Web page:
fom
Posts:
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Registered:
12/4/12


Re: Matheology § 258
Posted:
May 4, 2013 8:19 PM


On 5/4/2013 12:13 PM, WM wrote: > On 4 Mai, 18:30, Dan <dan.ms.ch...@gmail.com> wrote: >>>> Either they're both relevant to Cantor's argument, or they're both >>>> irrelevant . >> >>> Cantor's argument is a singleeyed look into the infinite. >>> Forall n : d_n =/= a_nn is considered important. >>> Forall n : (d_n) is in the list, is not considered important. >> >> Why should it be considered important under the definition of >> equality? If they have at least one different digit , THEY'RE >> DIFFERENT. > > But there always only finitely many with at least one different digit > whereas there are always infinitely many with none different digit. > >> Every finite digit appears in the list at least once , but NEVER DO >> ALL OF THEM APPEAR AT ONCE , IN THE SAME NUMBER. > > Stop shouting. In order to support your "never", you should be able to > prove it. But you are not. You can look at a finite domain only, since > every line n is at a finite place and is followed by infinitely many > more lines. > >> >> THIS IS REQUIRED TO DISPROVE CANTOR : >> exists n , forall m , a_nm = d_m > > Of course, in a list that contains all rationals, this is easily > proved. > A simpler case is the list: > > 0.0 > 0.1 > 0.11 > 0.111 > ... > > with the substitution 0 > 1. > > For all a_nn at finite places n (and others cannot be substituted at > all) we have all (d_1, ..., d_n) as an entry in the list. > > Your assertion that in your antidiagonal there are more than all > digits that are already covered by the list is simply nonsense. > > And the proposal of ZeitGeist, that all digits 1 at possible finite > indices are in the list but distributed over several lines and not in > a single line, can be shouted loudly in a mad house, probably even > there raising objections, but not in mathematics.. > > My list is constructed such that all possible squences of digits 1 are > already in the list. No longer sequence is possible (otherwise it > would be in the list) and a shorter sequence cannot support Cantor's > claim. > > Simple as that. > >> And would you stop it with the countable language already? > > A language is manmade. Men cannot make uncountable language. And they > could not convey information by uncountable language. > > So if there was an "uncountable language", it was not a language (by > the way like finished infinity is not unfinished and therefore is no > infinity). > >> I find again ,sadly , that in this one circumstance , what cannot be >> said must be passed down in silence. > > In particular an uncountable language would force you to silence > because it is no language. Similarly: > An "infinitely complicated law" means no law at all. [§ 125] > > If you are interested in some more quotes by Wittgenstein, here you > are: > > It isn't just impossible "for us men" to run through the natural > numbers one by one; it's impossible, it means nothing. [?] you can?t > talk about all numbers, because there's no such thing as all numbers. > [§ 124] > > There's no such thing as "all numbers" simply because there are > infinitely many. [§ 126] > > Generality in mathematics is a direction, an arrow pointing along the > series generated by an operation. And you can even say that the arrow > points to infinity; but does that mean that there is something  > infinity  at which it points, as at a thing? Construed in that way, > it must of course lead to endless nonsense. [§ 142] > > If I were to say "If we were acquainted with an infinite extension, > then it would be all right to talk of an actual infinite", that would > really be like saying, "If there were a sense of abracadabra then it > would be all right to talk about abracadabraic sense perception". [§ > 144] > > Set theory is wrong because it apparently presupposes a symbolism > which doesn't exist instead of one that does exist (is alone > possible). It builds on a fictitious symbolism, therefore on nonsense. > [§ 174] > > [L. Wittgenstein: "Philosophical Remarks"] > > Regards, WM >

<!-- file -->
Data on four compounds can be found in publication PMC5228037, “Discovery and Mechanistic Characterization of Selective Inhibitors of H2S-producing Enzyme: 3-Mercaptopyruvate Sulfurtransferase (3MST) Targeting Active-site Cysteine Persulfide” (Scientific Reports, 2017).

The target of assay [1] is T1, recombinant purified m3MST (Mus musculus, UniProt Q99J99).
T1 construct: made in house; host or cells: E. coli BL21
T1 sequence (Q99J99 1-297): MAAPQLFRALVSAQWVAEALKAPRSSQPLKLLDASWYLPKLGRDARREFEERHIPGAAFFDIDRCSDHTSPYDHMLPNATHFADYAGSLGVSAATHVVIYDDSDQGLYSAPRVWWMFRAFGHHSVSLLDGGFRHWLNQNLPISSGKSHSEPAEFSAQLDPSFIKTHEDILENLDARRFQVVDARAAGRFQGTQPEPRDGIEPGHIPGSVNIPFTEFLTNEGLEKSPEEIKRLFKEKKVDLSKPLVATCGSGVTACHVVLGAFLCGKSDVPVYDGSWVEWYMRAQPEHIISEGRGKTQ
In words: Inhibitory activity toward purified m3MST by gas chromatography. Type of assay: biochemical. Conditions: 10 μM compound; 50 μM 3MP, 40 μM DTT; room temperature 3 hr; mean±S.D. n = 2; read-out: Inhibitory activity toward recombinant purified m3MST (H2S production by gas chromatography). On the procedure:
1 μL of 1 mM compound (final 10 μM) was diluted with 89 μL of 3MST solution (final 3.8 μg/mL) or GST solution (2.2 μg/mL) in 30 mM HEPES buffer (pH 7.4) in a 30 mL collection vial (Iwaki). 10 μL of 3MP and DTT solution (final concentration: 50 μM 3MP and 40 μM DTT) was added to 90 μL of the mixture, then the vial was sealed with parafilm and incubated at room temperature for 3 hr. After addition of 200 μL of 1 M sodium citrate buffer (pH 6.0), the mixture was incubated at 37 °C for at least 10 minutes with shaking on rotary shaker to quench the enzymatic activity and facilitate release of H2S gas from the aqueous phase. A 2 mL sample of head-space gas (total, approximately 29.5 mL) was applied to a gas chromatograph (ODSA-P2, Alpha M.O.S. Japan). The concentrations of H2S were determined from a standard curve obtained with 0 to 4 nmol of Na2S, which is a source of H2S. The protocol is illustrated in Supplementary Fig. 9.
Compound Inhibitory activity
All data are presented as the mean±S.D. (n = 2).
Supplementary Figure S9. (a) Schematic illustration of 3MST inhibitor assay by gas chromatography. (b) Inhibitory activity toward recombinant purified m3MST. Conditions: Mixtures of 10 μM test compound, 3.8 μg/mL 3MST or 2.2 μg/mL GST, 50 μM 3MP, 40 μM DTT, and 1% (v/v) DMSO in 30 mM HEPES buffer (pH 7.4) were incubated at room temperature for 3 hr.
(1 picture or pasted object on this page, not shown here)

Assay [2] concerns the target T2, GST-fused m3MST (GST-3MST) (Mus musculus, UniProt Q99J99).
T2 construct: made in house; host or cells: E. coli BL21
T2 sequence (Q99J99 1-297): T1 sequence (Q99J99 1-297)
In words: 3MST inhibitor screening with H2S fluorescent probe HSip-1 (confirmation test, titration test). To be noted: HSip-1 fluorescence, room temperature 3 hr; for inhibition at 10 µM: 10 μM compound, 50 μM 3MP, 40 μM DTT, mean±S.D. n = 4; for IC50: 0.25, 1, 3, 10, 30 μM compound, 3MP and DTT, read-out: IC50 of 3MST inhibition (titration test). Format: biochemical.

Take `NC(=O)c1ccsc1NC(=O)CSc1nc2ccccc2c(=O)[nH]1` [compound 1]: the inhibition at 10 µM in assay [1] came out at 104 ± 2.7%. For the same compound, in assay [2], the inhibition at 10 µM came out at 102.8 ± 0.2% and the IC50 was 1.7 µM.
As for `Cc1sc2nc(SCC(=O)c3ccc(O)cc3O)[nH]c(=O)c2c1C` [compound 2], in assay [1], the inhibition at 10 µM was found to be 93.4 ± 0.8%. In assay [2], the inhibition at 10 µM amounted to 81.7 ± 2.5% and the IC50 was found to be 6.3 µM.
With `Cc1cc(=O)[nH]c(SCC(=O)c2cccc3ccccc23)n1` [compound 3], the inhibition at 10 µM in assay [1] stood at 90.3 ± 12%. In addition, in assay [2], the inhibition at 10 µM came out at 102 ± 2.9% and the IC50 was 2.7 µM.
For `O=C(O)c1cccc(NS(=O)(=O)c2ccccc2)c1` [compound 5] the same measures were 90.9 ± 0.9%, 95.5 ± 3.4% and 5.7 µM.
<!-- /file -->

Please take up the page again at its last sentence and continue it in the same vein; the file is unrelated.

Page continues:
With all due respect, at what point did Wittgenstein produce a mathematics that could reconcile Berkeley and Newton?
The answer to that question illustrates the ultimate failure of mere criticism.